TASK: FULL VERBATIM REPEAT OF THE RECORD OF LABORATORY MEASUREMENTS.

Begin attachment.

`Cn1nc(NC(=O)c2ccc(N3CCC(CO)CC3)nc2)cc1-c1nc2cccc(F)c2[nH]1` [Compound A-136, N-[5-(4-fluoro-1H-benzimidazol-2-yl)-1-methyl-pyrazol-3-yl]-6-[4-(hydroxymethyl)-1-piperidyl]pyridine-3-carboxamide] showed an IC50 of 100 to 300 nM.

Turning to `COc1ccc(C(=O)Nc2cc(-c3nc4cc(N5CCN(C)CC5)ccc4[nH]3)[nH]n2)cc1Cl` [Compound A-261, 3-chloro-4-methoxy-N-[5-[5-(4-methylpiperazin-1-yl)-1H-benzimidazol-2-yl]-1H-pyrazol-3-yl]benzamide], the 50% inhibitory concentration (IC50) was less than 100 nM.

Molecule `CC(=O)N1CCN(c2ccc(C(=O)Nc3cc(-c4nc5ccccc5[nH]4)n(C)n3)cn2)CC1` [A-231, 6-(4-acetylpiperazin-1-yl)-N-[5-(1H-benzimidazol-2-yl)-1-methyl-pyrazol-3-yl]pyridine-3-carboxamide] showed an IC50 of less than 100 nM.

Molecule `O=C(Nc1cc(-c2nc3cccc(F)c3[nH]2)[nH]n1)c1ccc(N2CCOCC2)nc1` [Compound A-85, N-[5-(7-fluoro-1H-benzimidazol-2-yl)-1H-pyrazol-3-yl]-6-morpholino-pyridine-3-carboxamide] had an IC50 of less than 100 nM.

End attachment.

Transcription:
`Cn1nc(NC(=O)c2ccc(N3CCC(CO)CC3)nc2)cc1-c1nc2cccc(F)c2[nH]1` [Compound A-136, N-[5-(4-fluoro-1H-benzimidazol-2-yl)-1-methyl-pyrazol-3-yl]-6-[4-(hydroxymethyl)-1-piperidyl]pyridine-3-carboxamide] showed an IC50 of 100 to 300 nM.

Turning to `COc1ccc(C(=O)Nc2cc(-c3nc4cc(N5CCN(C)CC5)ccc4[nH]3)[nH]n2)cc1Cl` [Compound A-261, 3-chloro-4-methoxy-N-[5-[5-(4-methylpiperazin-1-yl)-1H-benzimidazol-2-yl]-1H-pyrazol-3-yl]benzamide], the 50% inhibitory concentration (IC50) was less than 100 nM.

Molecule `CC(=O)N1CCN(c2ccc(C(=O)Nc3cc(-c4nc5ccccc5[nH]4)n(C)n3)cn2)CC1` [A-231, 6-(4-acetylpiperazin-1-yl)-N-[5-(1H-benzimidazol-2-yl)-1-methyl-pyrazol-3-yl]pyridine-3-carboxamide] showed an IC50 of less than 100 nM.

Molecule `O=C(Nc1cc(-c2nc3cccc(F)c3[nH]2)[nH]n1)c1ccc(N2CCOCC2)nc1` [Compound A-85, N-[5-(7-fluoro-1H-benzimidazol-2-yl)-1H-pyrazol-3-yl]-6-morpholino-pyridine-3-carboxamide] had an IC50 of less than 100 nM.